Present Tense Fitness

Dance and Sports Performance

Strength training and conditioning approaches for dancers

Posts tagged strength training
The Fight Against Time

The dance world can be close minded and traditionalist—but a lot of other worlds are like that too. Talk to an old school baseball coach some time and see if you don’t walk away asking yourself what year it is. But I know from talking to dancers that they are hungry for a more modern approach to their livelihoods. I also know how much more confident and secure they feel in their bodies when they get stronger. We owe it to them to value their bodies and their time by developing realistic, recoverable, and science-driven strength and conditioning programs that avoid dogma, borrow heavily from any available best practices, and continue to evolve over time.

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Four ways to build in workout efficiency (and four things to avoid)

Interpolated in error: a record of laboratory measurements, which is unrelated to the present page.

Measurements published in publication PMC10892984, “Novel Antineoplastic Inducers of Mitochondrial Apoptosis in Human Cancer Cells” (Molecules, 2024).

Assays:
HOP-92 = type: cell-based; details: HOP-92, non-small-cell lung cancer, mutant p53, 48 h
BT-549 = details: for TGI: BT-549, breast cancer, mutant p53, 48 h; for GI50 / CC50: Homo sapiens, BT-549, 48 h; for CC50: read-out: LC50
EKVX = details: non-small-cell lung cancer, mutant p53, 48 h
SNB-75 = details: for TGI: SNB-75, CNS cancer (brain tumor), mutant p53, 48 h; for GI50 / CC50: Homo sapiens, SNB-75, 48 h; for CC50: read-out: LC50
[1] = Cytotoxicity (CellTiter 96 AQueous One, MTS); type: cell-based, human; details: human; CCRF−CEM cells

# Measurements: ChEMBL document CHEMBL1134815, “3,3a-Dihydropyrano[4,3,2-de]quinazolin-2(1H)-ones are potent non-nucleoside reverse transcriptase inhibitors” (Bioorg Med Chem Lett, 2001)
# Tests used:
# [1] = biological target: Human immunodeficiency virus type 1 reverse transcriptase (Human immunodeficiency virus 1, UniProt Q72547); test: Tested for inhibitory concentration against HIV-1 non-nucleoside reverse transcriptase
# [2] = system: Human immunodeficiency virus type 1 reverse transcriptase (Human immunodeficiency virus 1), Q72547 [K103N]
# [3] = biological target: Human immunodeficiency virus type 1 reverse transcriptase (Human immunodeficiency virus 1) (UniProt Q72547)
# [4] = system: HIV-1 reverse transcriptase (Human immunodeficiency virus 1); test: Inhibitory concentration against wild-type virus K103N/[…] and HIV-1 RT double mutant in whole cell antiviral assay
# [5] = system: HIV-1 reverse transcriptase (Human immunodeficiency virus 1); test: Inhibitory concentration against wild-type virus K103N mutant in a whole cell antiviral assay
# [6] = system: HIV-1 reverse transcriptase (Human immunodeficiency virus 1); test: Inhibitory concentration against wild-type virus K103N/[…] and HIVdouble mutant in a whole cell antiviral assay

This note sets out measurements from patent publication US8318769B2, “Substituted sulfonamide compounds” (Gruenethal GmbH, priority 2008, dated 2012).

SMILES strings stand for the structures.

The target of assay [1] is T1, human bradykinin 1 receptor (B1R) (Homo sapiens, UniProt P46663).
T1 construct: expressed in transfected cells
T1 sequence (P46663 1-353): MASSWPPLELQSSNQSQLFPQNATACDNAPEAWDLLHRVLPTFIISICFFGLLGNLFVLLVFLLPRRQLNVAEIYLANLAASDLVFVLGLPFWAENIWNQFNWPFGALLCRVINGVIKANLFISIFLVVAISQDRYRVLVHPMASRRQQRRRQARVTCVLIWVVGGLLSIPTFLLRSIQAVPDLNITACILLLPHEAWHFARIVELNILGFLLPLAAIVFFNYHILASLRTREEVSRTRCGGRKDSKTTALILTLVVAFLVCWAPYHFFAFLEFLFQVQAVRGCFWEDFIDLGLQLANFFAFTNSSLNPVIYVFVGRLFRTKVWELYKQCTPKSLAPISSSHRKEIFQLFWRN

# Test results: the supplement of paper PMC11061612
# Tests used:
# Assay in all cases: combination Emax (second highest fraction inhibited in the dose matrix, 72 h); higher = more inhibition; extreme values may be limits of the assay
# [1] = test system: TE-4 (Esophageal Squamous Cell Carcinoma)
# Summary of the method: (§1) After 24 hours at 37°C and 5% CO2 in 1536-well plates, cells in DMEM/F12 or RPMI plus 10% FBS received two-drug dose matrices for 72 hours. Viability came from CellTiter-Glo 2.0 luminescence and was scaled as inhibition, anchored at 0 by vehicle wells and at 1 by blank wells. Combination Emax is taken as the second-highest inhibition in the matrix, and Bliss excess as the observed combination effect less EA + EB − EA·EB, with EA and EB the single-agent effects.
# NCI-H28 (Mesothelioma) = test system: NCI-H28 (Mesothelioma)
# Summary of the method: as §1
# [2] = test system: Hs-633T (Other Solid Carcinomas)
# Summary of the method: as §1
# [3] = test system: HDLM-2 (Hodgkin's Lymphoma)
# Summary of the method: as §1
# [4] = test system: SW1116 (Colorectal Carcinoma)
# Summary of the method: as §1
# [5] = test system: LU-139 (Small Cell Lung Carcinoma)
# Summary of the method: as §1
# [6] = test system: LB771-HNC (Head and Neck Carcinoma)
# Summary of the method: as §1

It’s not difficult to find dancers standing on one leg, pointing their toes, and doing some sort of strength move atop a BOSU ball. Probably strength coaches are too hostile to BOSU balls, but when it comes to efficiency, you’re better off leaving your specific balance training to the dance setting and focusing instead on strength, coordination, conditioning, and mobility when you’re strength training.

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Dancing and Body Composition

My priority as a strength coach is to simplify matters and find efficiencies for my dancers and athletes as much as possible. The good news is, we have data, experience, and research from thousands of athletes around the world—and an increasing amount of this work is being done with women specifically in mind. So if we synthesize Abbie Smith-Ryan’s work with some of this other research and best practices, we begin to see a picture emerge for what healthy body composition strategies look like for dancers.

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Group Classes for Dancers? Sure. Random? Never.

But think about a dancer’s schedule. Class. Rehearsal. Learning new choreography. Often a side hustle. Time in the physical therapy room. Dancers are often busy from very early in the morning to late into the evening. This means that you can’t afford to waste time with a random group exercise routine that has little to do with your specific needs.

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